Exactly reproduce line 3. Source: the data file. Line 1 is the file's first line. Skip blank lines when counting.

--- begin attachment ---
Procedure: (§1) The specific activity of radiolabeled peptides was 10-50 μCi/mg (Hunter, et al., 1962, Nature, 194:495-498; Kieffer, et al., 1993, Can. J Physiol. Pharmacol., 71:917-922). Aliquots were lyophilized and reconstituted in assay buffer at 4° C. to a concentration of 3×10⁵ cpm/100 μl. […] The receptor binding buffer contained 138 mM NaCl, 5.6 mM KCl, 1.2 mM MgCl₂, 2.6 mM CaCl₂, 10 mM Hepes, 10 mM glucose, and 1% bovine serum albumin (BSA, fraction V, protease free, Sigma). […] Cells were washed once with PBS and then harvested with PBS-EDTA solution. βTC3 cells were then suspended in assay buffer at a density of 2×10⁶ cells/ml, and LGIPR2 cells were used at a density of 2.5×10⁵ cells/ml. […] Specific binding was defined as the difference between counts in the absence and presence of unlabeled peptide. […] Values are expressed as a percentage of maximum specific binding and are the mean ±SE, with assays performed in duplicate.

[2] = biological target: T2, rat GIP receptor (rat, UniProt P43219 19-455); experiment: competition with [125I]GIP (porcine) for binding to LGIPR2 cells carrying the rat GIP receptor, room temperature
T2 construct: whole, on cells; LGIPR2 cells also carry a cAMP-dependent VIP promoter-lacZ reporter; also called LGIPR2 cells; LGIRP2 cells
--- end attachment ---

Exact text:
T2 construct: whole, on cells; LGIPR2 cells also carry a cAMP-dependent VIP promoter-lacZ reporter; also called LGIPR2 cells; LGIRP2 cells